By: Thomas Mathie

David Lawrie | website | facebook | twitter | bandcamp | soundcloud |

Released on March 9, 2015 via Ishikawa Records

Every-so-often I am presented with music to review that is so utterly gorgeous that I run out and spend my cold, hard cash on the best artefact of the music I can find. While I am more than happy for some releases to live in my life as MP3s, sometimes I am so moved by the music I’ve been presented that I have to own it in the best format I can find. Case in point is Dorothea’s Boat by David Lawrie, music so good I backed the vinyl production on Kickstarter.

Why did I do that? Quite simply because this is the best progressive rock album I’ve heard from an independent musician in a long, long time. David Lawrie is an extremely interesting artist and I wanted to support him in his endeavours. And support him I did, along with a number of like-minded fans who gladly clubbed together to funded production of his album on vinyl.

Lawrie is 2015’s Peter Gabriel (not that Peter Gabriel isn’t, you know, Peter Gabriel in 2015). A uniquely singular voice with mad production skills who can create the most wonderful music, sounds that are rather unmistakably his. He is a talented chap who deserves a far wider audience for his crazy off-the-wall lyricism and ridiculously consistent avant-garde musical expressionism. He gets sound and sculpts exceptional walls of sound on this release, sounds that include his voice – there is something deliciously tangible about his choice of words as if he chooses just the correct word that not only fits the narrative but sounds just right for the music.

Lawrie’s wordplay is what attracted me to him in the first place. His Storm Petrel EP caught my attention with its progressive flow, bass orientated wall of sound and his imaginative lyricism. I am, therefore, delighted to see ‘Storm Petrel’ has pride of place as track four on this release, the sweet point where the Lawrie magic has begun to work.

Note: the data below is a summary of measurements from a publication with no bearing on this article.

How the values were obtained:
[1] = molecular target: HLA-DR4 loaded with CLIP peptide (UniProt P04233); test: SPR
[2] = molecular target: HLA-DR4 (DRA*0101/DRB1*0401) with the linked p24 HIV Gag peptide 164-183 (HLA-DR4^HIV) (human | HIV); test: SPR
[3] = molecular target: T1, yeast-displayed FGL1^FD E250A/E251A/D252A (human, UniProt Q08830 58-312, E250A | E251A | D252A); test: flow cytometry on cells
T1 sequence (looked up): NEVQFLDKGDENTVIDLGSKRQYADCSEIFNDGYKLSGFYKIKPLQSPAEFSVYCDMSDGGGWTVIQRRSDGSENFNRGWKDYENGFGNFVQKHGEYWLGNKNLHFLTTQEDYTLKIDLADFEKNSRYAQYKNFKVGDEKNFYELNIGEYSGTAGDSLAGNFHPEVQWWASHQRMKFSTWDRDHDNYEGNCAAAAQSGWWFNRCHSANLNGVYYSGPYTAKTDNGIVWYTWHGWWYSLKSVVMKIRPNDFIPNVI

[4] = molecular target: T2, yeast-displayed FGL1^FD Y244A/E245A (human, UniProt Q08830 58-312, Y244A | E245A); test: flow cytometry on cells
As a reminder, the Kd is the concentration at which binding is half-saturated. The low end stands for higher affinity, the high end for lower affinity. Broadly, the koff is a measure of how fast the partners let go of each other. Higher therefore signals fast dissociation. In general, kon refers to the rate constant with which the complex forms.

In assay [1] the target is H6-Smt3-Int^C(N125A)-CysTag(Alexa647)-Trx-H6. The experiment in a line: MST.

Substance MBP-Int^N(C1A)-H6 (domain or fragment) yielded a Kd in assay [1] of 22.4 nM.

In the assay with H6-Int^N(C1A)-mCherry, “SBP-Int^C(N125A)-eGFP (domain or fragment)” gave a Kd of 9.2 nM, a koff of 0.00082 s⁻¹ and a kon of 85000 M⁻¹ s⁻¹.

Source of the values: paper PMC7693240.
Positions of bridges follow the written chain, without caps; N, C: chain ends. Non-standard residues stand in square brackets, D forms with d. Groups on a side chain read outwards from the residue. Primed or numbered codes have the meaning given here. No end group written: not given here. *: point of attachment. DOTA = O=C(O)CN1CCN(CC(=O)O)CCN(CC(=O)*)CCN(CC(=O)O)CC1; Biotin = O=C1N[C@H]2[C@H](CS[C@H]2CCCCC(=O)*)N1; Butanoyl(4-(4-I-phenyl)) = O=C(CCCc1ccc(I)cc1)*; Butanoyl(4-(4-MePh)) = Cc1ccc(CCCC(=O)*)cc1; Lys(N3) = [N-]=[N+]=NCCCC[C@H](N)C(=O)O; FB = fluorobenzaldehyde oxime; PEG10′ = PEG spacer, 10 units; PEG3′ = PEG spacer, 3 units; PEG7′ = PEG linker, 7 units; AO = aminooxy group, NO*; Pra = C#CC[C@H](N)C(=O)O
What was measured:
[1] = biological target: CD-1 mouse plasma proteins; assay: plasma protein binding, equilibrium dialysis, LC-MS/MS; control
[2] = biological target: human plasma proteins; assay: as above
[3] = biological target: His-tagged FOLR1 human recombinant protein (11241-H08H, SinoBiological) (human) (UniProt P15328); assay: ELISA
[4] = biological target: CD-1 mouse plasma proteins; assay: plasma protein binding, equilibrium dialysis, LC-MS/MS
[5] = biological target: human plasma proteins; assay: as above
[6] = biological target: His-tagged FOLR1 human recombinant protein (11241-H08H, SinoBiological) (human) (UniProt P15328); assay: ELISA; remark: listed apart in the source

I adore the hammered dulcimer-like sound Lawrie uses throughout the album (not entirely sure what the instrument used actually is, but it sounds like a hammered dulcimer to me). Tracks like ‘Storm Petrel’ and ‘Species’ are really enhanced for me with the pulsing rhythmical energy of the sound, it adds a whole other dimension to the music. I also love his fondness for bass – tracks like ‘The Serpent and Her Fangs’, which has a wonderfully warm and fuzzy bass sound in the mix, really highlight his ability to make engaging walls of sound.

A highlight for me on this album is the penultimate track – ‘Chlorine’ – it is a truly astonishing piano-orientated instrumental soundscape: it has a wonderful feel, an ominous ambience, and one that highlights how talented Lawrie is. He is a musical polymath whose real talent is to bring everything he has created together in such a seamless manner, he is the whole package and his music is simply an expressive extension of his being. Oh to be that creative!

All in, Dorothea’s Boat by David Lawrie is one of my favourite releases of 2015, so far. Wildly imaginative, deeply engaging and thoroughly entertaining, Dorothea’s Boat is a roller coast of a sonic ride that just keeps giving.

Highly recommended … especially on vinyl.

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